Edmonton-Strathcona: University of Alberta student Ed Ramsden has been acclaimed as the Liberal Party candidate.
Fort Saskatchewan-Vegreville: Matthew Levicki has been nominated as the Evergreen Party candidate.
Livingstone-Macleod: The Liberals have appointed Alex Macdonald as their candidate in this south west Alberta constituency. Mr. Macdonald works as a strategic advisor to Liberal leader Dr. Sherman at the Assembly and played a key role in former Liberal leader Laurence Decore‘s campaigns in the early 1990s.
Sherwood Park: Teacher Chris Kuchmak has been chosen as the Alberta Party candidate.
Whitecourt-Ste. Anne: Vern Hardman has been acclaimed as the Liberal Party candidate. In 2011, Mr. Hardmand was an unsuccessful candidate for the PC nomination in the neighbouring Stony Plain constituency.
Surveys conducted by Environics, Angus Reid, and Lethbridge College in the final months of 2011 tell a different story, showing the Tories with a commanding lead placing more than 20% ahead of the opposition parties. Finding different results, the Forum survey shows the PCs up one-percent from a previous survey conducted by the same firm in December 2011 and the Wildrose up six points in the same period of time. I will wait to see whether other surveys begin to show similar results before I begin to believe that the PCs and Wildrose are this close in electoral support.
It is important to remember that surveys and polls are snapshots of where a population is at an exact moment in time. They are helpful at detecting trends, but as all political watchers should remember – campaigns matter – and Albertans will have an opportunity to see their political parties in full electoral action in the coming months.
Without Premier Ed Stelmach as their lightening-rod in Calgary perpetually unhappy oil company community, the Wildrose Party appears to have lost the steam from the high point they sat at in mid-2010. In response, they are trying their best to cast Premier Alison Redford as a flip-flopper and have come out strong with negative advertising aimed at the Tories. There is plenty to criticize in the Tory record book, but the relentless angry and outrageous attacks lend little suggestion that the Wildrose Party would be a very pleasant crew if they ever form government.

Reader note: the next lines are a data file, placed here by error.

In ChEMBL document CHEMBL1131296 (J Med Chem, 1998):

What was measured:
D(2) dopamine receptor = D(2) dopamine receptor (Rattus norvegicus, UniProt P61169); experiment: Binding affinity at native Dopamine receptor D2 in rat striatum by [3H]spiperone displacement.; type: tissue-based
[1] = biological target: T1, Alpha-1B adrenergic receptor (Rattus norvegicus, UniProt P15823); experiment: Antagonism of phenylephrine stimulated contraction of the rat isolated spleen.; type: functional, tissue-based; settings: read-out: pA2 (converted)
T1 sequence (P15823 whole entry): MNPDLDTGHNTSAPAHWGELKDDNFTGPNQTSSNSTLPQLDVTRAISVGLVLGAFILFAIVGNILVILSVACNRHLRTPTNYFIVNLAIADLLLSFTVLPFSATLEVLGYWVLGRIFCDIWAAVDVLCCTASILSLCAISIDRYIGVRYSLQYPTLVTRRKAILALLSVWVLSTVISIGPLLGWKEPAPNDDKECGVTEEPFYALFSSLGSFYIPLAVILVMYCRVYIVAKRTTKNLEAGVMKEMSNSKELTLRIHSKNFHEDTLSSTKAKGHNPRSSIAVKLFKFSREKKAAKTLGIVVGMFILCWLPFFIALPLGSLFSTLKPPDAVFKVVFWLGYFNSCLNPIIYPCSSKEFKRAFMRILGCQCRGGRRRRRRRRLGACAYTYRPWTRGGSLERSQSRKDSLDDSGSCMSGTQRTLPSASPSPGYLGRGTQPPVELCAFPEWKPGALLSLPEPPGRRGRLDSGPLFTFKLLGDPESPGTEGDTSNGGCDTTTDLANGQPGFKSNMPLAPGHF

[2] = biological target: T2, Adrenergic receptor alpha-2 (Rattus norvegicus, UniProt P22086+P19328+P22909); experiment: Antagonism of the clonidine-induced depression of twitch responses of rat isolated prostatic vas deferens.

As I said in the National Post, there are not many people talking about the Wildrose Party forming government these days – except Wildrose Party leader Danielle Smith. Ms. Smith appears to be doing very little to manage the expectations of her party’s core activists, many whom are still wearing the [wild]rose coloured glasses they donned when the their party hit the peak of its meteoric rise in 2010.
Not properly managing expectations can be a politically deadly mistake. While the political environment was different, the most appropriate example may be the Alberta Liberal experience following the infamous 1993 election. With early polls showing a meteoric rise in the polls for the long-outcast Liberal Party, leader Laurence Decore had pumped expectations of forming government so-high that when his party only formed Official Opposition, he faced open revolt from his caucus and defections to the Tories. The Liberals have not come close to this high-point since.
I also point to the quick rise and fall of Canadian Alliance leader Stockwell Day or Liberal Prime Minister Paul Martin, who both filled their supporters minds with great expectations of electoral glory, only to disappoint when the votes were counted.